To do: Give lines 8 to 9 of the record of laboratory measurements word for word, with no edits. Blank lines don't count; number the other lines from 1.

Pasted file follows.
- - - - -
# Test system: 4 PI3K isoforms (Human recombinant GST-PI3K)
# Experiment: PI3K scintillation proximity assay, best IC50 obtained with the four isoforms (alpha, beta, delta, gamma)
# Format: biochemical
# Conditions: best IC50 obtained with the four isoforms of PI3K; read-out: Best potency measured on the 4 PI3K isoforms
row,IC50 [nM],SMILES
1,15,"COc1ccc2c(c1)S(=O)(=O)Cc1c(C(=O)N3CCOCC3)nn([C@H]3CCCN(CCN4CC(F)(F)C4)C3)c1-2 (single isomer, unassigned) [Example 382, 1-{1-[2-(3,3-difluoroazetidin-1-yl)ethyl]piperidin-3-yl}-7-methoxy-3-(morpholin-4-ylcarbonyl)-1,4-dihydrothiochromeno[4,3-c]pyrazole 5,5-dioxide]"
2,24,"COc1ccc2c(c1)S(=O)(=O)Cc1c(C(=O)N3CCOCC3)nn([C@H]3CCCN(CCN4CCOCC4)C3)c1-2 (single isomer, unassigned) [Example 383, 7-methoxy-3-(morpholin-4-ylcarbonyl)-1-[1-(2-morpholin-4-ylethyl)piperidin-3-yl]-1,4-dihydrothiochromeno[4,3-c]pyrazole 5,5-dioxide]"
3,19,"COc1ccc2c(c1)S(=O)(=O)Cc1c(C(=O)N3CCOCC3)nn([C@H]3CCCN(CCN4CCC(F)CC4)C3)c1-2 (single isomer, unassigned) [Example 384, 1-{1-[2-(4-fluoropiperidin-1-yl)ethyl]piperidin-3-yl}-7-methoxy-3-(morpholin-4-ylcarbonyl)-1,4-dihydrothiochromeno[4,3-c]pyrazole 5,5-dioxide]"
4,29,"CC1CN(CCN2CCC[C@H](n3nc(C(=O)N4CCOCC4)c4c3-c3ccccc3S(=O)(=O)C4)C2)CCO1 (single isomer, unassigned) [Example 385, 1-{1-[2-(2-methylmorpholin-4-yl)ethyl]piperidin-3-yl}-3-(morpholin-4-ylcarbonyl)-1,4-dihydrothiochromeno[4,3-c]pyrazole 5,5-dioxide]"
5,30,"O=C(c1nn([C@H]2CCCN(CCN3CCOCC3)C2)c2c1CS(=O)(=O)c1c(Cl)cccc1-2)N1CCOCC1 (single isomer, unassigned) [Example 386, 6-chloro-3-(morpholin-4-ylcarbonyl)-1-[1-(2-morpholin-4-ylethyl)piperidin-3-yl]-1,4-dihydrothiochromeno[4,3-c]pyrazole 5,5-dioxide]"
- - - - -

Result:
3,19,"COc1ccc2c(c1)S(=O)(=O)Cc1c(C(=O)N3CCOCC3)nn([C@H]3CCCN(CCN4CCC(F)CC4)C3)c1-2 (single isomer, unassigned) [Example 384, 1-{1-[2-(4-fluoropiperidin-1-yl)ethyl]piperidin-3-yl}-7-methoxy-3-(morpholin-4-ylcarbonyl)-1,4-dihydrothiochromeno[4,3-c]pyrazole 5,5-dioxide]"
4,29,"CC1CN(CCN2CCC[C@H](n3nc(C(=O)N4CCOCC4)c4c3-c3ccccc3S(=O)(=O)C4)C2)CCO1 (single isomer, unassigned) [Example 385, 1-{1-[2-(2-methylmorpholin-4-yl)ethyl]piperidin-3-yl}-3-(morpholin-4-ylcarbonyl)-1,4-dihydrothiochromeno[4,3-c]pyrazole 5,5-dioxide]"